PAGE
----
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WHO Classification of Tumours
Cutaneous mastocytosis
Tumours of haematopoietic and lymphoid tissues


Definition

Mastocytosis is due to a clonal, neoplastic proliferation of mast cells that accumulate in multifocal compact clusters or cohesive aggregates or infiltrates. The diagnosis of cutaneous mastocytosis (CM) requires the demonstration of typical clinical findings and histological proof of abnormal mast cell infiltration of the dermis. In isolated CM, there is no evidence of systemic involvement using such parameters as elevated levels of total serum tryptase or organomegaly (Table 2.10).

> Variants of cutaneous mastocytosis
Recently, consensus criteria for the diagnosis of CM have been further refined, and three major variants of CM are now recognized (Table 2.11)

Click to access Pubmed
Valent P, Akin C, Escribano L, Födinger M, Hartmann K, Brockow K, Castells M, Sperr WR, Kluin-Nelemans HC, Hamdy NA, Lortholary O, Robyn J, van Doormaal J, Sotlar K, Hauswirth AW, Arock M, Hermine O, Hellmann A, Triggiani M, Niedoszytko M, Schwartz LB, Orfao A, Horny HP, Metcalfe DD (2007)
Standards and standardization in mastocytosis: consensus statements on diagnostics, treatment recommendations and response criteria.
Eur J Clin Invest 37: 435-53



:

Urticaria pigmentosa (UP) / Maculopapular cutaneous mastocytosis (MPCM)
This is the most frequent form of CM. In children, the lesions of UP tend to be larger and papular. Histopathology typically reveals aggregates of spindle-shaped mast cells filling the papillary dermis and extending as sheets and aggregates into the reticular dermis, often in perivascular and periadnexal positions

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Wolff K, Komar M, Petzelbauer P (2001)
Clinical and histopathological aspects of cutaneous mastocytosis.
Leuk Res 25: 519-28



. A subvariant, usually occurring in young children, presents as non-pigmented, plaque-forming lesions. In adults, the lesions are disseminated, and tend to be red or brown-red and macular or maculopapular. Histopathology of adult UP tends to reveal fewer mast cells than observed in children.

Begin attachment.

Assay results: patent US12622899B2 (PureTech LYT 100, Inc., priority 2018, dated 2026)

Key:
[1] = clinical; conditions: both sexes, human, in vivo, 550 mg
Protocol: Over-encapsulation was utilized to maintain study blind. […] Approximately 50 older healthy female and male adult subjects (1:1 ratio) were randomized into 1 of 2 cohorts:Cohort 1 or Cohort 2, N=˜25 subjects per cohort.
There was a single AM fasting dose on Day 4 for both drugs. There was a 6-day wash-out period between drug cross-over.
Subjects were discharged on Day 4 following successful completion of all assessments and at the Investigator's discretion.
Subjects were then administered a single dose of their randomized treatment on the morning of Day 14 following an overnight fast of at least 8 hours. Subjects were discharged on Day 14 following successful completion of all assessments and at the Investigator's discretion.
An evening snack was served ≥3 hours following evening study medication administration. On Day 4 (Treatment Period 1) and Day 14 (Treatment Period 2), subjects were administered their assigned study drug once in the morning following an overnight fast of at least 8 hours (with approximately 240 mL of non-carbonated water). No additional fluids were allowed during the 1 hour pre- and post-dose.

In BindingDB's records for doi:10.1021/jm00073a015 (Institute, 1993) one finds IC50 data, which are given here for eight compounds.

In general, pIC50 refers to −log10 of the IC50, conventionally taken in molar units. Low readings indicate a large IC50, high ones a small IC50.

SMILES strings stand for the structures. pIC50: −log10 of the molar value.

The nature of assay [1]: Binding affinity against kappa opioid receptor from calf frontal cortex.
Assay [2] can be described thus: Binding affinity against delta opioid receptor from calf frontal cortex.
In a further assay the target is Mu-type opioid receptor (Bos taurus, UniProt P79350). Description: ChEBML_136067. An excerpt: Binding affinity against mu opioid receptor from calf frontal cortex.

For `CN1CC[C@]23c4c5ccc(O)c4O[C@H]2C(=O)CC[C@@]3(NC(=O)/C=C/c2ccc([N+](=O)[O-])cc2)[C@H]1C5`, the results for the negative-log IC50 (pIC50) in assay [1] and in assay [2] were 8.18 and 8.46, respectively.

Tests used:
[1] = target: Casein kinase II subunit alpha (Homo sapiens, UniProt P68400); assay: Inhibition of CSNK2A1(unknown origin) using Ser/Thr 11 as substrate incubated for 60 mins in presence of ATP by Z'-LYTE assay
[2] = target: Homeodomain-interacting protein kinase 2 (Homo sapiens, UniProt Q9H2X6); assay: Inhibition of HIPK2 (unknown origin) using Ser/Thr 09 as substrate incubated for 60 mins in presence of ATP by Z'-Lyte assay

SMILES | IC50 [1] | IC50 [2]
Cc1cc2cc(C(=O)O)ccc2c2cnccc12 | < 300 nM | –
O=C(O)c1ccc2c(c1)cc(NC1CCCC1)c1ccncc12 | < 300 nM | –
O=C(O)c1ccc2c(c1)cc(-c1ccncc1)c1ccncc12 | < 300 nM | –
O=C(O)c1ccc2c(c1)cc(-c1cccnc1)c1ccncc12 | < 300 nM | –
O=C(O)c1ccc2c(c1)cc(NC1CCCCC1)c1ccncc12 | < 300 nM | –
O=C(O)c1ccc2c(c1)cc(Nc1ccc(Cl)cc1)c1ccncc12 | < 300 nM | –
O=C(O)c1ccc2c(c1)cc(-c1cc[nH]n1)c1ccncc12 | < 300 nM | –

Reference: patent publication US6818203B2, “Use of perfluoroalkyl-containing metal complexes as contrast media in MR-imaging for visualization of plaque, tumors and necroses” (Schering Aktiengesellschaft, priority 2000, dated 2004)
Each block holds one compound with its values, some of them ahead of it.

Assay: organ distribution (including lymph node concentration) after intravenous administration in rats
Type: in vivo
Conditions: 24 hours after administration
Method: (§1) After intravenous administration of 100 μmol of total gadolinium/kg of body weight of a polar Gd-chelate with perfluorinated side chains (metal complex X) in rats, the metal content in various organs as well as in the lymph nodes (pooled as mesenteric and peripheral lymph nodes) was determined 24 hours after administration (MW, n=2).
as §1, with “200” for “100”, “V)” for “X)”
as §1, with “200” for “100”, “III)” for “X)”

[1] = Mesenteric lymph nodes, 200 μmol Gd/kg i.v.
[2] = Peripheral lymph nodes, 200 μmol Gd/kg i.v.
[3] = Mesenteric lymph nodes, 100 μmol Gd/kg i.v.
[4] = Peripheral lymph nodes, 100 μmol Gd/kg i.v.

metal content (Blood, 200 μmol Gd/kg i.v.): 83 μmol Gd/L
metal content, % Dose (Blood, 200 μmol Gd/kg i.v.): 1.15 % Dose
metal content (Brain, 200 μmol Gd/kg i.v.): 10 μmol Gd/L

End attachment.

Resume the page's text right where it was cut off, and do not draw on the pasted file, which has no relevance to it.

The number of lesional mast cells may sometimes overlap with the upper range of mast cell numbers found in normal or inflamed skin. In some cases, examination of multiple biopsies and immunohistochemical analysis may be necessary to establish the diagnosis of CM

Click to access Pubmed
Valent P, Akin C, Escribano L, Födinger M, Hartmann K, Brockow K, Castells M, Sperr WR, Kluin-Nelemans HC, Hamdy NA, Lortholary O, Robyn J, van Doormaal J, Sotlar K, Hauswirth AW, Arock M, Hermine O, Hellmann A, Triggiani M, Niedoszytko M, Schwartz LB, Orfao A, Horny HP, Metcalfe DD (2007)
Standards and standardization in mastocytosis: consensus statements on diagnostics, treatment recommendations and response criteria.
Eur J Clin Invest 37: 435-53




Click to access Pubmed
Wolff K, Komar M, Petzelbauer P (2001)
Clinical and histopathological aspects of cutaneous mastocytosis.
Leuk Res 25: 519-28



.

Diffuse cutaneous mastocytosis
This clinically remarkable subvariant of CM is much less frequent than UP and presents almost exclusively in childhood. Here the skin is diffusely thickened and may have a peau chagrine or peau d’orange (orange peel) appearance. There are no individual lesions. In patients with clinically less obvious infiltration of the skin, the biopsy usually shows a band-like infiltrate of mast cells in the papillary and upper reticular dermis. In massively infiltrated skin, the histological picture may be the same as that seen in solitary mastocytoma

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Soter NA (2000)
Mastocytosis and the skin.
Hematol Oncol Clin North Am 14: 537-55, vi




Click to access Pubmed
Wolff K, Komar M, Petzelbauer P (2001)
Clinical and histopathological aspects of cutaneous mastocytosis.
Leuk Res 25: 519-28



.

Solitary mastocytoma of skin
This occurs as a single lesion, almost exclusively in infants, without predilection of site. The histologic picture is one of sheets of mature-appearing highly metachromatic mast cells with abundant cytoplasm that densely infiltrate the papillary and reticular dermis. These mast cell infiltrates may extend into the subcutaneous tissues

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Kiszewski AE, Alvarez-Mendoza A, Ríos-Barrera VA, Hernández-Pando R, Ruiz-Maldonado R (2007)
Mastocytosis in children: clinicopathological study based on 35 cases.
Histol Histopathol 22: 535-9



. Cytological atypia is not detected. This allows separation of mastocytoma from an extremely rare mast cell sarcoma of the skin
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Scheck O, Horny HP, Ruck P, Schmelzle R, Kaiserling E (1987)
Solitary mastocytoma of the eyelid. A case report with special reference to the immunocytology of human tissue mast cells, and a review of the literature.
Virchows Arch A Pathol Anat Histopathol 412: 31-6



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